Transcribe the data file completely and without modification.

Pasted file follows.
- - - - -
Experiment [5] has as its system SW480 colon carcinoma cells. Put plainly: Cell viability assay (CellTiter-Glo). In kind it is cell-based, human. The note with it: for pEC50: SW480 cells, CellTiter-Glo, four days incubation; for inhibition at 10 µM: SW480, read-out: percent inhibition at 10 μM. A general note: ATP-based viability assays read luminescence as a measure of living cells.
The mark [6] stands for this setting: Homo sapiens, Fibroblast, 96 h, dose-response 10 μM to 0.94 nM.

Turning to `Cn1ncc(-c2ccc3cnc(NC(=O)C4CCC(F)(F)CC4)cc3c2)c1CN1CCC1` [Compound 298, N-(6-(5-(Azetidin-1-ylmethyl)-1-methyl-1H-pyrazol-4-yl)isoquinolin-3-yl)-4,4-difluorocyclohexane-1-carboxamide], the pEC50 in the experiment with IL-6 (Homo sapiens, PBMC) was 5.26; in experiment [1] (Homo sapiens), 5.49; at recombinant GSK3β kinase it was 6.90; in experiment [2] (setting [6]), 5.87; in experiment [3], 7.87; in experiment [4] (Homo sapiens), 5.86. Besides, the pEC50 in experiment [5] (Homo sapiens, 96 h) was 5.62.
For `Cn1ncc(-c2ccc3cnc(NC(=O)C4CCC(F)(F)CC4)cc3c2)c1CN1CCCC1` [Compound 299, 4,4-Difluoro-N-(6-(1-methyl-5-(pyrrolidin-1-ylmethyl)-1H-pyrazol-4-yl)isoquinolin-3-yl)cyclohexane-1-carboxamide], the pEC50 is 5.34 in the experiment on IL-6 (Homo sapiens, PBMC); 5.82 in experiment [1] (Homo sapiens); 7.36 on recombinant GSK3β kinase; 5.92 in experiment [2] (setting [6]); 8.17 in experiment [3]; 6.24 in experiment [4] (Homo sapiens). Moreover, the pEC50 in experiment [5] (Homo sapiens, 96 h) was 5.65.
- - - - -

Experiment [5] has as its system SW480 colon carcinoma cells. Put plainly: Cell viability assay (CellTiter-Glo). In kind it is cell-based, human. The note with it: for pEC50: SW480 cells, CellTiter-Glo, four days incubation; for inhibition at 10 µM: SW480, read-out: percent inhibition at 10 μM. A general note: ATP-based viability assays read luminescence as a measure of living cells.
The mark [6] stands for this setting: Homo sapiens, Fibroblast, 96 h, dose-response 10 μM to 0.94 nM.

Turning to `Cn1ncc(-c2ccc3cnc(NC(=O)C4CCC(F)(F)CC4)cc3c2)c1CN1CCC1` [Compound 298, N-(6-(5-(Azetidin-1-ylmethyl)-1-methyl-1H-pyrazol-4-yl)isoquinolin-3-yl)-4,4-difluorocyclohexane-1-carboxamide], the pEC50 in the experiment with IL-6 (Homo sapiens, PBMC) was 5.26; in experiment [1] (Homo sapiens), 5.49; at recombinant GSK3β kinase it was 6.90; in experiment [2] (setting [6]), 5.87; in experiment [3], 7.87; in experiment [4] (Homo sapiens), 5.86. Besides, the pEC50 in experiment [5] (Homo sapiens, 96 h) was 5.62.
For `Cn1ncc(-c2ccc3cnc(NC(=O)C4CCC(F)(F)CC4)cc3c2)c1CN1CCCC1` [Compound 299, 4,4-Difluoro-N-(6-(1-methyl-5-(pyrrolidin-1-ylmethyl)-1H-pyrazol-4-yl)isoquinolin-3-yl)cyclohexane-1-carboxamide], the pEC50 is 5.34 in the experiment on IL-6 (Homo sapiens, PBMC); 5.82 in experiment [1] (Homo sapiens); 7.36 on recombinant GSK3β kinase; 5.92 in experiment [2] (setting [6]); 8.17 in experiment [3]; 6.24 in experiment [4] (Homo sapiens). Moreover, the pEC50 in experiment [5] (Homo sapiens, 96 h) was 5.65.